Effects of vitamin E, vitamin C, and selenium on gastric fundus in cadmium toxicity in male rats.Int J Toxicol. 2008 Mar-Apr; 27(2):217-22.IJ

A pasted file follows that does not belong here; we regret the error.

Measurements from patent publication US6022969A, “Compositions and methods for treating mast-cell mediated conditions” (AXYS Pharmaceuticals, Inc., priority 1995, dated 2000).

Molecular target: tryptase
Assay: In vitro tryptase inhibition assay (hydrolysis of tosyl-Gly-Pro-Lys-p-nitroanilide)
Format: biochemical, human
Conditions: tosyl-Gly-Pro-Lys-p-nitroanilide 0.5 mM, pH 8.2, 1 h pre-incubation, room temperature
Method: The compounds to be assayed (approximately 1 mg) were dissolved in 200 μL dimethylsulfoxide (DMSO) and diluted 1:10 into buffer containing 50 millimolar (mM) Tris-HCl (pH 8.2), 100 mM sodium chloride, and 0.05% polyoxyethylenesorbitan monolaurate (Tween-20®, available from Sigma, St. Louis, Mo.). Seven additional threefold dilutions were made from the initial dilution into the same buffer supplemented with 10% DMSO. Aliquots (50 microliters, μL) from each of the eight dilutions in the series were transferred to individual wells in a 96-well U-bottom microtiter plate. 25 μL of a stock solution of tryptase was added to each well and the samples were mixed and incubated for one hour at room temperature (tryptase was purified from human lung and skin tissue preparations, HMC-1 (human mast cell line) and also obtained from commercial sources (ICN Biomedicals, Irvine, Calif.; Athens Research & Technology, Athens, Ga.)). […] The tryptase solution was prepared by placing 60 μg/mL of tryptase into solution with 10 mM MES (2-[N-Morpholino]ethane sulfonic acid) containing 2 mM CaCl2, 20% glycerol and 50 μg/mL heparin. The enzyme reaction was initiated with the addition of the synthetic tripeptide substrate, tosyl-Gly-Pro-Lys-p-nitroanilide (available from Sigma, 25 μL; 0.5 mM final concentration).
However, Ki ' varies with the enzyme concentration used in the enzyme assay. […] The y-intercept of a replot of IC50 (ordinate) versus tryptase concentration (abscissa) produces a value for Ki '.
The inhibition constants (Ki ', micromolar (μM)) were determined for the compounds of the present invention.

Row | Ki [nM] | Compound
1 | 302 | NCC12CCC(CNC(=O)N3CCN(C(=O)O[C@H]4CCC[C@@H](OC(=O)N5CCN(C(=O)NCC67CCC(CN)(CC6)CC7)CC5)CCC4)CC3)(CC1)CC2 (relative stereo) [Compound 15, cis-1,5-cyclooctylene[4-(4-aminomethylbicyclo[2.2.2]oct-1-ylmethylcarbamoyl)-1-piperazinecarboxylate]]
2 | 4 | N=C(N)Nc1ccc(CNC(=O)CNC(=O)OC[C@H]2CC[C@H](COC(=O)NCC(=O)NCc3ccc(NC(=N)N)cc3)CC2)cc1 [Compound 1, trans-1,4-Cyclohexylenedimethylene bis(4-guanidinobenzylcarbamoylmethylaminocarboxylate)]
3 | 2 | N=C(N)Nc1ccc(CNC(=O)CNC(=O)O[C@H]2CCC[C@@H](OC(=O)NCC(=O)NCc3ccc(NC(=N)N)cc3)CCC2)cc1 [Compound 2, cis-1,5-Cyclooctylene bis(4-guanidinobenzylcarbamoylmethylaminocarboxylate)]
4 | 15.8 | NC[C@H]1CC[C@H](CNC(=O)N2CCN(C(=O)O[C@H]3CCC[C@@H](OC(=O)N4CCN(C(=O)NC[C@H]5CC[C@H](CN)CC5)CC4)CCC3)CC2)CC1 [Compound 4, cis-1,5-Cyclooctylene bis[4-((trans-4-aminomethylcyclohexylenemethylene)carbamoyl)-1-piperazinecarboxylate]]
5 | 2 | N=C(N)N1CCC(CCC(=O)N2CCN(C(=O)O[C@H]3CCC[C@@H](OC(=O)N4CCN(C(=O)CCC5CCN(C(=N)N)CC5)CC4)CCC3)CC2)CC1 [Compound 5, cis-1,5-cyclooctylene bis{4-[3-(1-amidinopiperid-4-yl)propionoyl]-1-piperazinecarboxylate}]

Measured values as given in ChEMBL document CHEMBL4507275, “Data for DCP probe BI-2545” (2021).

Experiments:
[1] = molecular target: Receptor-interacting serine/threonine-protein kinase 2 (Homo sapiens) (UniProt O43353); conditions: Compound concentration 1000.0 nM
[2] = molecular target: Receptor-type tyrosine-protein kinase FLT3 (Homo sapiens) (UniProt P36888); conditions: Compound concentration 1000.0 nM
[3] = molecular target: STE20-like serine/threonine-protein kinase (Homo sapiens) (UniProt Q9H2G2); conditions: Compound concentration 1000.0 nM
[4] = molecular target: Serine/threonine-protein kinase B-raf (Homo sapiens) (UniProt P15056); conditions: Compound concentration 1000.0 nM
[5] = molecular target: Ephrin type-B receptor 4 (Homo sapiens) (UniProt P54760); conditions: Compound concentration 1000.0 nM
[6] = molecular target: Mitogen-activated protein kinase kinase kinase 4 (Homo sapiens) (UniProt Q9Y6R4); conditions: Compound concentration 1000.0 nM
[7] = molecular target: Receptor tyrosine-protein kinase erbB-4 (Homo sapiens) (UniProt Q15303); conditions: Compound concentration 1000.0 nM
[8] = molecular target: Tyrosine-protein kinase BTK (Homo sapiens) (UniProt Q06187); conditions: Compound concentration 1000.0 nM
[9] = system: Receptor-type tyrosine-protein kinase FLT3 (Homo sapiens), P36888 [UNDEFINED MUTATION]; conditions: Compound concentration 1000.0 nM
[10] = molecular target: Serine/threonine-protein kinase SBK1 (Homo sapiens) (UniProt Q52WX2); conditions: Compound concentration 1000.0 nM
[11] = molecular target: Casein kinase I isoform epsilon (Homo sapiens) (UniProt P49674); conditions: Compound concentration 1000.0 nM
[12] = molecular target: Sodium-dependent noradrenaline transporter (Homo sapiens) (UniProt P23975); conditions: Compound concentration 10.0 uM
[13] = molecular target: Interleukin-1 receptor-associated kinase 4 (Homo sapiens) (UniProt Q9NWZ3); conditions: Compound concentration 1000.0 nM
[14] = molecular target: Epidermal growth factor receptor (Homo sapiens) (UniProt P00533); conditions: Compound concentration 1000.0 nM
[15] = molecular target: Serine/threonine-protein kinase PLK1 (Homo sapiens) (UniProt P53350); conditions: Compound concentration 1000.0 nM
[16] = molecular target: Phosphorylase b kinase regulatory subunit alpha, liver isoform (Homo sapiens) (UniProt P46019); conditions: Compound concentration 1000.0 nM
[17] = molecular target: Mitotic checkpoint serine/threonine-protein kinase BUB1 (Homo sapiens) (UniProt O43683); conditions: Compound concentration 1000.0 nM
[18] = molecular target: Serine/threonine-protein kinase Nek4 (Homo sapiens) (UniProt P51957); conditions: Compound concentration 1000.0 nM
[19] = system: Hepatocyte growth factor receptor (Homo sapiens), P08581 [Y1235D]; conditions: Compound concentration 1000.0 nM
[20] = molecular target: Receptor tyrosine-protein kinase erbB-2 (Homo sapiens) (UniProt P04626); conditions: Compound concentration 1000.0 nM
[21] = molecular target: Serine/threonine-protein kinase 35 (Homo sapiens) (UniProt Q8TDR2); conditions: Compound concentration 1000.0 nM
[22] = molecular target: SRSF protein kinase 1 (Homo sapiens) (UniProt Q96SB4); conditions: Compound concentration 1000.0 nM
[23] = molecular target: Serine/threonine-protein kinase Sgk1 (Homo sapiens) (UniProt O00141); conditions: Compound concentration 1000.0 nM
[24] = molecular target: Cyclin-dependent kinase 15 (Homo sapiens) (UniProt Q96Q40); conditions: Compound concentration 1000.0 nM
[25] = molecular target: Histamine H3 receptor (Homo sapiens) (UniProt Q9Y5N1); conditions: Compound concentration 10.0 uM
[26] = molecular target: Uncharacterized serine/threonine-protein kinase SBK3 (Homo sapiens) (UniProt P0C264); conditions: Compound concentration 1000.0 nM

Cadmium (Cd) is a highly toxic metal. It has an indirect role in the generation of various free radicals. Antioxidants such as vitamin E, vitamin C, and selenium are important for preventing the damage caused by reactive oxygen species. This study was undertaken to examine the effect of acute cadmium and/or antioxidants on serum lipid metabolism, tissue glutathione, and lipid peroxidation (LPO) levels, and ghrelin and metallothionein production in the gastric fundus mucosa of rats. Cd (2 mg/kg/day CdCl(2)) was administered to rats for 8 days, intraperitoneally. Vitamin E (250 mg /kg/day) + vitamin C (250 mg/kg/day) + sodium selenate (0.25 mg /kg/day) were administered to rats orally at the same time. The animals were treated by antioxidants 1 h prior to treatment with Cd every day. Gastric tissue homogenates were used for protein and glutathione and LPO levels. Phospholipid and total lipid levels were determined in serum. Gastric fundus sections examined for histopathological changes and by immunohistochemistry for expression of ghrelin and metallothionein. In the group treated with Cd, degenerative changes such as discontinuity in the surface epithelium were observed. The degenerative changes induced by Cd were decreased in the group given vitamin E + vitamin C + selenium. There was no significant change in ghrelin- and metallothionein-immunoreactive cells in fundus mucosa. Stomach glutathione levels insignificantly decreased in the Cd groups, but in the Cd group given antioxidant, stomach glutathione levels were significantly increased. Serum phospholipid and total lipid levels were significantly increased in the Cd groups. On the other hand, treatment with antioxidants reversed these effects. These results indicate that antioxidants partly prevent the toxicity of Cd in rat gastric fundus.